Even with my own prejudices noted, I still have to admit that "The Most Beautiful Woman in Town" has a greater hit-to-miss ratio than other collections of his that I've read (ie. "Notes of a Dirty Old Man", "Tales of Ordinary Madness"). Those that point out that Bukowski's stories tend to be same old, same old have a point, but they fail to realize that these short shorts were written as columns for an underground magazine and not necessarily meant to be compiled between two covers of the same book. I imagine if read in the original context, as just one story amongst a magazine full of varying writers, the works would come across as less monotonous. I appreciate this context and as such have not docked any points for it, as I prefer to grade strictly on the writing (those who demur would be hard pressed to deny that it's standard critical procedure to evaluate a greatest hits album based on the strength of the individual tracks, and not necessarily how well they tie together - I'm merely following the same consistancy here).

As I stated, there are a handful of lame ducks on display here - hence the 4 stars, and honestly this ranks more like a three and a half if we're splitting hairs - but when Buke's on point his flippant portrayals of a perrenial loser forever masking his pain in drink, cheap women and steadfast boycotting of the rat race are more insightful than the lurid dime-store subject matter would lead one to believe. Occasionally Bukowski approaches poetry in his prose works but for the most part keeps his fiction fairly well grounded, if not in reality itself than at least easily interpreted fantasy and science fiction (as in the story where a fiendish lover feeds him beer which eventually shrinks him until he's a mere six inches tall). Ultimately most of these tales read like the fragmented, deadline-haunted morsels that they are, and though they have the advantage of easy consumption I personally would recommend getting acquainted with Bukowski through his poetry or novels first and then circling back once you've gotten a taste for him. There are several stories in which the women in his life acknowledge that Bukowski is an ugly man but love him anyway, finding something beautiful - even soulful - in his ugliness. This is as apt a metaphor as any for the value of his remorselessly grim underworld.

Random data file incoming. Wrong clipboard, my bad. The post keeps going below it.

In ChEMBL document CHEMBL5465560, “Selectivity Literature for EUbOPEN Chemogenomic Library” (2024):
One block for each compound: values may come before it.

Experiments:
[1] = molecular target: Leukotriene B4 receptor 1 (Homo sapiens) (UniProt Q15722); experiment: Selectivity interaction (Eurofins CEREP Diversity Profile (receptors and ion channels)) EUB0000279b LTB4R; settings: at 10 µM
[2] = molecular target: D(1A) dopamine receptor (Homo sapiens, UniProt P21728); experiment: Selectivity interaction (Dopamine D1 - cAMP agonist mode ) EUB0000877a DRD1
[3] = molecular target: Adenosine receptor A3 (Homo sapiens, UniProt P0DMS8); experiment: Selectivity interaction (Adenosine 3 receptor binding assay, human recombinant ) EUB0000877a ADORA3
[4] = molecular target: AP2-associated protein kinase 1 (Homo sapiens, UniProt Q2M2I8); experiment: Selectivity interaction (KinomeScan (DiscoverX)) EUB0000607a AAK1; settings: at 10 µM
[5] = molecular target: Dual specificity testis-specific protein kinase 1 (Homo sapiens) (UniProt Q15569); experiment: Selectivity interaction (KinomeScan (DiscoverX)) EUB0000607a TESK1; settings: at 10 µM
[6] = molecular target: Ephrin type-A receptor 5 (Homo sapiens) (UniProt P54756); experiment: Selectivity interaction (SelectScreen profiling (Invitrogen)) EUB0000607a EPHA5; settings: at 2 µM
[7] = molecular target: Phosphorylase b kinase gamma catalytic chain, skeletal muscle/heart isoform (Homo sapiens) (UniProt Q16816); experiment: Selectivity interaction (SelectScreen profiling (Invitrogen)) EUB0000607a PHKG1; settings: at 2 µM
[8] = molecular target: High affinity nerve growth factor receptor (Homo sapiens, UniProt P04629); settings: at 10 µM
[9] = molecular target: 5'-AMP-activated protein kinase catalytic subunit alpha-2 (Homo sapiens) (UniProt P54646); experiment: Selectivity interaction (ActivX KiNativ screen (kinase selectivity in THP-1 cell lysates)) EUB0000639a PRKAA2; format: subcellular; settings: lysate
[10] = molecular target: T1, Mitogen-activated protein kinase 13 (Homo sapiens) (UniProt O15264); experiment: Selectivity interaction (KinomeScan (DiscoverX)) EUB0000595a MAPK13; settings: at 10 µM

4 internautes sur 4 ont trouvé ce commentaire utile 
Have a drink, pal 9 avril 2002
Par robert weiler - Publié sur Amazon.com
Format: Broché
Check out the other review close to mine. What a bunch of gobbledygook. Dude, never slam an author with a review that is even muddier than the book you are slamming. First of all, what are "the issues we have judged to be important in good writing"?
Are you saying that to have any credibility, all authors must limit their work to seperation of church and state? And don't try to impress us with words like 'inchoate'. Nobody knows what that means. The reason you don't like Bukowski is because your writing is so much like his, except more pretentious. Maybe with a few drinks in you, you'd loosen up and make it as Bukowski imitator.